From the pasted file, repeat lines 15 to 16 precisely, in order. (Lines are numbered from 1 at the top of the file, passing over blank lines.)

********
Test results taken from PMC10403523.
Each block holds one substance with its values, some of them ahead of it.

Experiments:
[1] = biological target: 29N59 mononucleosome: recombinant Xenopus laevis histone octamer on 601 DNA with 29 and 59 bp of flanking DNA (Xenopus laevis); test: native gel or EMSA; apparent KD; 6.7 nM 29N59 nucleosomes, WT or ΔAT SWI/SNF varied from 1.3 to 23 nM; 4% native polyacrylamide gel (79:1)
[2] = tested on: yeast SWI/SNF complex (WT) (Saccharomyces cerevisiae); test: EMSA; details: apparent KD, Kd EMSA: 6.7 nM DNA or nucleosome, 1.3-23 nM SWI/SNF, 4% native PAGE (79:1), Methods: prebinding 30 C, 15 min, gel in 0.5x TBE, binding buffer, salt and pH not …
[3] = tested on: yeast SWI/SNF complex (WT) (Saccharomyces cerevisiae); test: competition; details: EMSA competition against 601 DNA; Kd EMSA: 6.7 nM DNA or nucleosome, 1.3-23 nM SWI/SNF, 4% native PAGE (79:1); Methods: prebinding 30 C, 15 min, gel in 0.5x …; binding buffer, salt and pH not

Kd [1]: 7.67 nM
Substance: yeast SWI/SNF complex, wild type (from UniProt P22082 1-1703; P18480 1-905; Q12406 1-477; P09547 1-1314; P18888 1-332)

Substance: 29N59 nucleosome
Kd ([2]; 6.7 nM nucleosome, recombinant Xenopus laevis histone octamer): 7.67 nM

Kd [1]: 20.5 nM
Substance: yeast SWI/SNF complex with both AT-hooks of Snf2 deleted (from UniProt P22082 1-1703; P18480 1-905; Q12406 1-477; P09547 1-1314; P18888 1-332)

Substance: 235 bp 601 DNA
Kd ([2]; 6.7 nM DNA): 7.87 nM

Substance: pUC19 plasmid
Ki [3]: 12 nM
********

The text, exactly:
Substance: pUC19 plasmid
Ki [3]: 12 nM